5. 5.
    We generate a salt here to use in our hashing.
  6. 6.
    The password hash is generated from the salt and the password, which we refer to as "code."
  7. 7.
    The password hash is used as one of the inputs for the AES algorithm along with the secret.
  8. 8.
    Finally we take the cipher text output from the AES algorithm, base64 encode it, and insert it into our database. We also return the full Secret object to the caller.
You might get some errors at this point -- some of these libraries aren't included in our Cargo.toml yet. Update your [dependencies] to look like the following:
aes-gcm = "0.10.1"
argon2 = "0.4.1"
base64 = "0.13.0"
chrono = { version = "0.4.22", features = ["serde"] }
env_logger = "0.7.1"
log = "0.4"
rand = "0.8.5"
serde = "1.0.145"
serde_json = "1.0.86"
sqlx = { version = "0.6", features = ["runtime-tokio-native-tls", "postgres", "chrono", "uuid"] }
thruster = { version = "1.3.0", features = ["hyper_server"] }
tokio = { version = "1.6", features = ["rt", "rt-multi-thread", "macros"] }
uuid = { version = "1.2.1", features = ["v4", "serde"] }
We now need to add the route so that we can take the incoming request and call the function we just created. First, create a new folder, src/controllers. Then add two files in that folder, and We need to add that module to both and by adding the line pub mod controllers; to each.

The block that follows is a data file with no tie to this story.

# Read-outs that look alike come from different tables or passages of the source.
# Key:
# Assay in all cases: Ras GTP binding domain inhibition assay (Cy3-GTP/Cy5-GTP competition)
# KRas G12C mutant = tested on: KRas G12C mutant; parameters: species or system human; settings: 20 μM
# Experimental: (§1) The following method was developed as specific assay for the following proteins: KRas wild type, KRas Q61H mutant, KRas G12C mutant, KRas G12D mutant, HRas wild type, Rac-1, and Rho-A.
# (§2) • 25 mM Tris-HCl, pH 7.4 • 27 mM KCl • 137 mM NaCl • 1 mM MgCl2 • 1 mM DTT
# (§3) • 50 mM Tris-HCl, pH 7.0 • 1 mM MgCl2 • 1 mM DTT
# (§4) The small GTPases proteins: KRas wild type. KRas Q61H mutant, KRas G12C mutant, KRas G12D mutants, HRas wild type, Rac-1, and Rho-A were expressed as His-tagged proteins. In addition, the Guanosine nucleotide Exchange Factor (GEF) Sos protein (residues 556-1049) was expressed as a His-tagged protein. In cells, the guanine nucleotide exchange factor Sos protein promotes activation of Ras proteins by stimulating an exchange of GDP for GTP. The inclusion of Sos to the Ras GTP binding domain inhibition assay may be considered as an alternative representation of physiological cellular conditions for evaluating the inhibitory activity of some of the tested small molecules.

We also need to add the secrets module to the controllers/ -- pub mod secrets;. Now we can add the route! Make your secrets controller look like this:
use chrono::{DateTime, Utc};
use rand::{distributions::Alphanumeric, thread_rng, Rng};
use serde::{Deserialize, Serialize};
use thruster::{
errors::{ErrorSet, ThrusterError},
middleware_fn, MiddlewareNext, MiddlewareResult,
use uuid::Uuid;
use crate::{app::Ctx, models::secret::Secret};
// 1
#[derive(Serialize, Deserialize)]
pub struct CreateSecretReq {
pub secret: String,
pub expires_at: DateTime<Utc>,
#[derive(Serialize, Deserialize)]
pub struct CreateSecretRes {
pub code: String,
pub id: String,
pub async fn create_secret(mut context: Ctx, _next: MiddlewareNext<Ctx>) -> MiddlewareResult<Ctx> {